Festuca prolifera (Piper) Fern.
Arctic Red Fescue
Habitat: Moist alpine rills above treeline [Alpine or subalpine (non-forested, upland)].
Range: Newfoundland south to the mountains of New England.
Aids to Identification: Members of the grass family can be difficult to identify without careful examination of microscopic features and knowledge of general groups of species. This particular species is a loosely tufted perennial with lower leaf sheaths that are reddish-purple when the plant is young. As time progresses, these sheaths disintegrate into loose, reddish fibers. The leaf blades are smooth and 0.7-2 mm wide. This species refers to the characteristic proliferous flowers, i.e., flowers are sometimes replaced by tiny fascicles of leaves. These leaf fascicles, called bulbils, are small plantlets that can form a new plant when dropped to the ground.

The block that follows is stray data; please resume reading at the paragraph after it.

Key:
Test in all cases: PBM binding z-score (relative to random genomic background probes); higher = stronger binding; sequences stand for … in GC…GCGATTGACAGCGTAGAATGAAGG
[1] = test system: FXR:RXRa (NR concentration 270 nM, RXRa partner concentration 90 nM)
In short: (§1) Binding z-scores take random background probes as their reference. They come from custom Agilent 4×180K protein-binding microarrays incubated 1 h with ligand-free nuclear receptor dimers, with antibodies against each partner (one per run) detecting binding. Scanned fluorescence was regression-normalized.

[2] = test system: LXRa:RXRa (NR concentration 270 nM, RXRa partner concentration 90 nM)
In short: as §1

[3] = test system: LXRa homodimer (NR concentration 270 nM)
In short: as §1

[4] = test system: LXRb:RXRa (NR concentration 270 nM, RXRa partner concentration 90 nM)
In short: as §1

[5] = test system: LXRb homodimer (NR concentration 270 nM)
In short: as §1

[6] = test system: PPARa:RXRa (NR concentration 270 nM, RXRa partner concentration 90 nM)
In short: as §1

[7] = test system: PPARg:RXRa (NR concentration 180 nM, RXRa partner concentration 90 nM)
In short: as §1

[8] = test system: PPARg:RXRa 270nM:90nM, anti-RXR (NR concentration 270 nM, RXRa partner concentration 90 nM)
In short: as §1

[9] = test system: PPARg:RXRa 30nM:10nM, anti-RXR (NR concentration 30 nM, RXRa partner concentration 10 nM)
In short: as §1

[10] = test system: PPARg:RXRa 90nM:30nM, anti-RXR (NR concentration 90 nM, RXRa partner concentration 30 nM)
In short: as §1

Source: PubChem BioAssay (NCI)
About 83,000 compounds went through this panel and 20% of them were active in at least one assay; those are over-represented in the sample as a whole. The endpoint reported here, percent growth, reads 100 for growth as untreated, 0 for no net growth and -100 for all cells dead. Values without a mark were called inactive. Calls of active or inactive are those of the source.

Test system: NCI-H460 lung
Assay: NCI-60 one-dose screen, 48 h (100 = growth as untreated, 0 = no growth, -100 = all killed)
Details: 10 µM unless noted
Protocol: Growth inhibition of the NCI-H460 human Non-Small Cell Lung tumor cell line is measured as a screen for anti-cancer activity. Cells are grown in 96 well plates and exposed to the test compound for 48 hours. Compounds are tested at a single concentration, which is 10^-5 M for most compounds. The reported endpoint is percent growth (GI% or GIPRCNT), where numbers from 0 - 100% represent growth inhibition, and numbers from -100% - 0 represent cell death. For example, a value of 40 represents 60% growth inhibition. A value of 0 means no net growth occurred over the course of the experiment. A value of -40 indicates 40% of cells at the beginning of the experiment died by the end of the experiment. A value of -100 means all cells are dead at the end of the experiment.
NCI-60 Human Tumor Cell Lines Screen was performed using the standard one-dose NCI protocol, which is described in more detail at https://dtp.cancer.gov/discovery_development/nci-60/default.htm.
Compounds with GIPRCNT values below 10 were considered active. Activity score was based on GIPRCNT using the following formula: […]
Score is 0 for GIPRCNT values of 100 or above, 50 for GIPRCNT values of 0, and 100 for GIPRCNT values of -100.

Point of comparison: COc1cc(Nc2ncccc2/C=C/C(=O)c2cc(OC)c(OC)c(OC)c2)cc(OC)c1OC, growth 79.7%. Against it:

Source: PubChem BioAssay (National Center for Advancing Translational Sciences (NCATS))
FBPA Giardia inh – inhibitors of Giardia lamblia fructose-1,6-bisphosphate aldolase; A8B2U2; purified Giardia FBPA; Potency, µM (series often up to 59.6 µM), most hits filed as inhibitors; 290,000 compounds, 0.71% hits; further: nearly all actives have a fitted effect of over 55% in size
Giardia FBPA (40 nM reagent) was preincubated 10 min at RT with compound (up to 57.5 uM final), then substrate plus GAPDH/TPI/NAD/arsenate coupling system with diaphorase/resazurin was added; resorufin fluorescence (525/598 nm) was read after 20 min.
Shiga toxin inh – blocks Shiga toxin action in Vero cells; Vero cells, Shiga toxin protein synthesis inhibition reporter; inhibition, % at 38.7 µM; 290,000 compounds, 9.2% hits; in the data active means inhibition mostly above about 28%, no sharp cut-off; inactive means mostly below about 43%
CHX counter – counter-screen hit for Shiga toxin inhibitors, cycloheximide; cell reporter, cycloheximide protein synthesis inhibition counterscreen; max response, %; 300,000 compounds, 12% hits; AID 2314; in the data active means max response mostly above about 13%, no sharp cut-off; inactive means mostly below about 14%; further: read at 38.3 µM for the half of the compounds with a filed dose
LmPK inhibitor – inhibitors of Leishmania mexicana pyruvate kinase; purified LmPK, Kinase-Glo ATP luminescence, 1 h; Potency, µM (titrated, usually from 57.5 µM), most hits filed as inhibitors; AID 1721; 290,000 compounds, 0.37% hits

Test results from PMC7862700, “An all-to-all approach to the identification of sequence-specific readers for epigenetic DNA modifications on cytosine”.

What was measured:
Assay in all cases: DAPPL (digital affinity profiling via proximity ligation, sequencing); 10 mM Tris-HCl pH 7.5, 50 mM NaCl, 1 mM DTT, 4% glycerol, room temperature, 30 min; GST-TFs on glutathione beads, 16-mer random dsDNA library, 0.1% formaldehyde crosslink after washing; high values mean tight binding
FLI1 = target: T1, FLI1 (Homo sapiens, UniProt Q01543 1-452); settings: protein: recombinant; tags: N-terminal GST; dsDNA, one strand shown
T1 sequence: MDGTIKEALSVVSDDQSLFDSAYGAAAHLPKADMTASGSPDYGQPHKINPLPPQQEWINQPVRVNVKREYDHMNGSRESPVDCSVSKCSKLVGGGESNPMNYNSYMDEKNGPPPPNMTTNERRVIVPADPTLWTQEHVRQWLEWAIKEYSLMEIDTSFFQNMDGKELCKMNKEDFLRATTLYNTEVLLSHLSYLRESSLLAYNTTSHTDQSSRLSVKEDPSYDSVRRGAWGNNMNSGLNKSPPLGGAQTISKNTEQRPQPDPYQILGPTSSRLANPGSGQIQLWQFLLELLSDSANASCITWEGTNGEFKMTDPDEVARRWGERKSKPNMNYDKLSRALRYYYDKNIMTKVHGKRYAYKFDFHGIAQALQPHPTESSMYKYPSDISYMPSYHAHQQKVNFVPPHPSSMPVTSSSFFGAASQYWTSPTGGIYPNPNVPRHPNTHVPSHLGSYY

Ecological characteristics: Unknown
Synonyms: Also known as Festuca rubra L. ssp. arctica (Hack.) Govor., or in some very old treatments as Festuca richardsonii Hook.
Known Distribution in Maine: This rare plant has been documented from a total of 1 town(s) in the following county(ies): Piscataquis.
Dates of documented observations are: 1900, 1978, 1989, 1995, 2000
Reason(s) for rarity: Habitat is naturally scarce.
Conservation considerations: Known populations are small, and subject to the vagaries of small populations like random fluctuations or localized disturbance events.